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An ongoing crisis summary to keep you informed, active, and sane. Written from a center-left perspective, focused on removing the threat of Trumpian autocracy. By Francis Hwang.

Day 202.

In U.S. and North Korea, Trump and Kim raise the stakes

An escalating war of words has increased tensions between the U.S. and North Korea, as Donald Trump issued vague threats and was immediately called on his bluff.

Yesterday, the Washington Post reported that North Korea has successfully produced a nuclear warhead small enough to fit inside a missile. This innovation does not yet present an immediate threat to the continental U.S., but it certainly moves that threat closer, and indicates that the country's arms program is moving much more quickly than previously predicted by many experts.

Speaking from his golf course in New Jersey, Trump promised "fire and fury like the world has ever seen" if North Korea continued to threaten the United States. A few hours later, North Korea's official news agency reported the North Korean government was calling his bluff with a threat to attack Guam.

What the world faces now is a war of words between two leaders who, although they are not conventional leaders by the terms of open democratic states, can be understood to be acting out of amoral self-interest. Kim Jong Un's desires are to survive and stay in power, regardless of the suffering inflicted upon the people of his country. Donald Trump's desires are similar: He wants to stay powerful, rich, and out of jail, regardless of the damage he does to democracy, the rule of law, or the lives of marginalized people.

On our side, one saving grace is that we are still somewhat a democracy. In spite of Trump's deficiencies, my guess is that he understands that if he is to start a war that kills millions and survive it politically, he needs support from other politicians first.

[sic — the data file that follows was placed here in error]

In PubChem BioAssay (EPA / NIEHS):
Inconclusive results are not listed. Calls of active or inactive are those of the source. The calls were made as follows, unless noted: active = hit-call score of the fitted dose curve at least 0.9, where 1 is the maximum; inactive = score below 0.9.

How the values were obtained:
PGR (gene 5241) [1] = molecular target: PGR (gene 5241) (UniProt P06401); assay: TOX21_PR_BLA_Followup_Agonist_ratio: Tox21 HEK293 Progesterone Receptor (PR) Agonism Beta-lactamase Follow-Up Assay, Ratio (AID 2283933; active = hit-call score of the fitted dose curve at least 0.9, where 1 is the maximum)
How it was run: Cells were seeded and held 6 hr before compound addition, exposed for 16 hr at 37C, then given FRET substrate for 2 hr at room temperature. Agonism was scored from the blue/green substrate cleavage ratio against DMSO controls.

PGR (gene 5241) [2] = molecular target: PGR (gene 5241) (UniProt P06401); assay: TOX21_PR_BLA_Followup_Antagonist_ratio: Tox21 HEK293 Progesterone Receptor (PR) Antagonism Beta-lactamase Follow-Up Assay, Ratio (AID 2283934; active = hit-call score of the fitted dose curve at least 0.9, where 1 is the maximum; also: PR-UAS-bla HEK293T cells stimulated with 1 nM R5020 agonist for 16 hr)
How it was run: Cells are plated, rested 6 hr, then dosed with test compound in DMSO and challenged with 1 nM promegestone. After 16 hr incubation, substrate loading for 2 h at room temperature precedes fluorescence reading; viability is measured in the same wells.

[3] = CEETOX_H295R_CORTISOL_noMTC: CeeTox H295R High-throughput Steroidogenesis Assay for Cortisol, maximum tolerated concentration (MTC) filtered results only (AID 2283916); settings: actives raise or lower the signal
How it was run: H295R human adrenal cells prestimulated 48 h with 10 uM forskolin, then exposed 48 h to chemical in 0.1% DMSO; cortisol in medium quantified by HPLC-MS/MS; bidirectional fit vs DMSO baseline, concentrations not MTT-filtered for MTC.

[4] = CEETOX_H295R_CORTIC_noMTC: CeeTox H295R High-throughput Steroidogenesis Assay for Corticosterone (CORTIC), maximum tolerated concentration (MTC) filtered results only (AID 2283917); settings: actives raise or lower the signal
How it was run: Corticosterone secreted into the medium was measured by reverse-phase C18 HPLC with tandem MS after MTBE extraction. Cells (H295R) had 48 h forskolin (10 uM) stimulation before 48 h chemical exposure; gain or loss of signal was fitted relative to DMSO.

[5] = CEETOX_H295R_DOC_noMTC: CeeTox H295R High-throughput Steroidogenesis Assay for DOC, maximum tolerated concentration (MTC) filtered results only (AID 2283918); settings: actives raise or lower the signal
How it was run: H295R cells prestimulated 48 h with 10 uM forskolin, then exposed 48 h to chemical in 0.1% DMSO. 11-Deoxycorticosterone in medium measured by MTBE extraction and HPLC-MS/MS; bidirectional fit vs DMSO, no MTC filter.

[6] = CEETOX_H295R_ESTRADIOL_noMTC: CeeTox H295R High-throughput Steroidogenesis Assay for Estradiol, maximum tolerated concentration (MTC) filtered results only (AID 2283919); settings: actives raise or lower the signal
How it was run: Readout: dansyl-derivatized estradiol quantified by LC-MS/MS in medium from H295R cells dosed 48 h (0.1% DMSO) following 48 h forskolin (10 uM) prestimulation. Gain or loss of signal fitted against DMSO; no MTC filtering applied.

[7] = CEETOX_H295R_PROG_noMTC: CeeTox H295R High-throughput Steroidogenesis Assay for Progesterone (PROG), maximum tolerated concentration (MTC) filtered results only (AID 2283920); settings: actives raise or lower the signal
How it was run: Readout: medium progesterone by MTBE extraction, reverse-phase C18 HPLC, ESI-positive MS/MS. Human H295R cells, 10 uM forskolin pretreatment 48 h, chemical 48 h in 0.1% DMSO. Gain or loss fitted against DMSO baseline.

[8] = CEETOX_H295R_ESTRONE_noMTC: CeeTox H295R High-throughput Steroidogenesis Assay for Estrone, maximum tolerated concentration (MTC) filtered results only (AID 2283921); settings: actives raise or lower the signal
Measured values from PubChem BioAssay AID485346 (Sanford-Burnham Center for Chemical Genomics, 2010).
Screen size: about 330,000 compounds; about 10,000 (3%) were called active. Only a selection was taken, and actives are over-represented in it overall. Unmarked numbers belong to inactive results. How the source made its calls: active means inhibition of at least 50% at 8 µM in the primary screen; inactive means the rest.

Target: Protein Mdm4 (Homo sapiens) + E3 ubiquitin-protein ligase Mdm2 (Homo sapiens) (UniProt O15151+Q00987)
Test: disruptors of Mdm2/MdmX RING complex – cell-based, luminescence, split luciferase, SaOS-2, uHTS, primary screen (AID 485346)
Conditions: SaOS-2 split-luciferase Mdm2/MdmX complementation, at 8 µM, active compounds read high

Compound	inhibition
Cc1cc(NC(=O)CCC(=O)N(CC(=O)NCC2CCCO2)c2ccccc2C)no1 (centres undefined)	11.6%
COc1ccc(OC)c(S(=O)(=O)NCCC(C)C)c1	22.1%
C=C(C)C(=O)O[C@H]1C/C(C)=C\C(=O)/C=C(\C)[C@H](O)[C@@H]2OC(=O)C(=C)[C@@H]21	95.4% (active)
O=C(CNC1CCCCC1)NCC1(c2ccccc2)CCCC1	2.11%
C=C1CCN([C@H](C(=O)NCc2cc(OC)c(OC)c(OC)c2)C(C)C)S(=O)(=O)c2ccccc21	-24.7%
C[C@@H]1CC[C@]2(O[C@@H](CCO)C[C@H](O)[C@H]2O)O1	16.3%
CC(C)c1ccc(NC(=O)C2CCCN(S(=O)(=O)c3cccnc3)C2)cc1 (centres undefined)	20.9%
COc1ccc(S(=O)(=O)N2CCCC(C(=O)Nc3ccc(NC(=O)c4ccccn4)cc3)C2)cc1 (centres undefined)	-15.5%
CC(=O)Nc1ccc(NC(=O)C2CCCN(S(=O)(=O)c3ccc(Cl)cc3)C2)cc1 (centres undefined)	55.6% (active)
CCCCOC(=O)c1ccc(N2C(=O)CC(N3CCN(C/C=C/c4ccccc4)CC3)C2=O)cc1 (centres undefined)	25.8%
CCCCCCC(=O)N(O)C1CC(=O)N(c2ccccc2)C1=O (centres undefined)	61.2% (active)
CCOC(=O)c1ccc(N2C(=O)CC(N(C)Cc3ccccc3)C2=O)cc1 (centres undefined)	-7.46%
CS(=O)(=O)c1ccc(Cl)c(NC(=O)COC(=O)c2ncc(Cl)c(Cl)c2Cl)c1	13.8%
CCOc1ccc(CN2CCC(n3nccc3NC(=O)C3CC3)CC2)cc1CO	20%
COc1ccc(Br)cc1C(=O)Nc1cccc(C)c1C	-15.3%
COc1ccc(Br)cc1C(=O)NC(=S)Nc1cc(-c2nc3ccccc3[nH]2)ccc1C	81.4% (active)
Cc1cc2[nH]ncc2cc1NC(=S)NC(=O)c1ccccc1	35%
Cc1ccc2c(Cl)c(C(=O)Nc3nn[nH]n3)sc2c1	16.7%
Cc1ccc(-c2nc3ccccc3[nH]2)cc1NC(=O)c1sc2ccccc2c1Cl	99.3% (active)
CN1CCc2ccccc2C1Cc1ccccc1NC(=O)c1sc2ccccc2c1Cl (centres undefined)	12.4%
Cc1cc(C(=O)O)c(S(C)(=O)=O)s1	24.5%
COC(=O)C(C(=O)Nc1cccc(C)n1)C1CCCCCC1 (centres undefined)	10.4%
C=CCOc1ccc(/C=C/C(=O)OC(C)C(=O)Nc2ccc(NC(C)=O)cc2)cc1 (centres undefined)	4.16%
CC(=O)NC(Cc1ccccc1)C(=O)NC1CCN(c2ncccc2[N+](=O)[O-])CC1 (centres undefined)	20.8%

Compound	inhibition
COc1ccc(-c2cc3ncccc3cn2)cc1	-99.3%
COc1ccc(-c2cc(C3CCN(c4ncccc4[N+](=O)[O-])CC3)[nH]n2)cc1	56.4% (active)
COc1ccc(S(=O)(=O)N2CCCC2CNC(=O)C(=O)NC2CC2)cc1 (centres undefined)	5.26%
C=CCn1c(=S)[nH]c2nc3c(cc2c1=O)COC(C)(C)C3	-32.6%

So the reactions of Congressional Republicans will be key here. Sen. Lindsey Graham (R-S.C.) was one of the first to speak on the issue today, trying to clarify and reinforce Trump's actions: "He’ll never allow North Korea to have an ICBM missile that can hit America with a nuclear weapon on top." If this hawkish position becomes the Republican consensus, this may embolden Trump to push us closer to the brink of war.

What is the left to do? For one thing, we need to recognize that North Korea represents a greater political challenge than Obamacare in some ways, because the status quo wasn't stable regardless. Even if Trump were to tone down his threats, North Korean arms development would likely continue, presenting a genuine threat to its neighbors.

What we can demand are some general operating principles: More diplomacy, more careful use of language, and genuine strategic and moral leadership. If we can't get it from the White House or the State Department, perhaps we can demand it from our slightly more rational Congress, in the form of oversight.

And if you are not familiar with the problems of North Korea, the time to educate yourself would be now. We will be dealing with this problem for some time. We can't count on our government to solve it for us.


Donald Trump's approval ratings continue to find new lows, touching 36.6% approval according to FiveThirtyEight's aggregated rating.


According to a draft governmental report on climate change, the average temperature in the U.S. has risen rapidly since 1980. This report was leaked to the New York Times amid fears it would be silenced by the Trump administration. Meanwhile, the Department of Agriculture has asked staff to stop using the term "climate change" at all.


The White House is considering a plan to privatize much of the war in Afghanistan, handing a massive contract to Blackwater founder Erik Prince. But several current and former Trump administration officials tell the Daily Beast that the plan is a non-starter.

The Washington Post reports that in July, FBI agents working with special counsel Robert Mueller raided the home of Trump's ex-campaign chair Paul Manafort. No details were given regarding which documents were retrieved.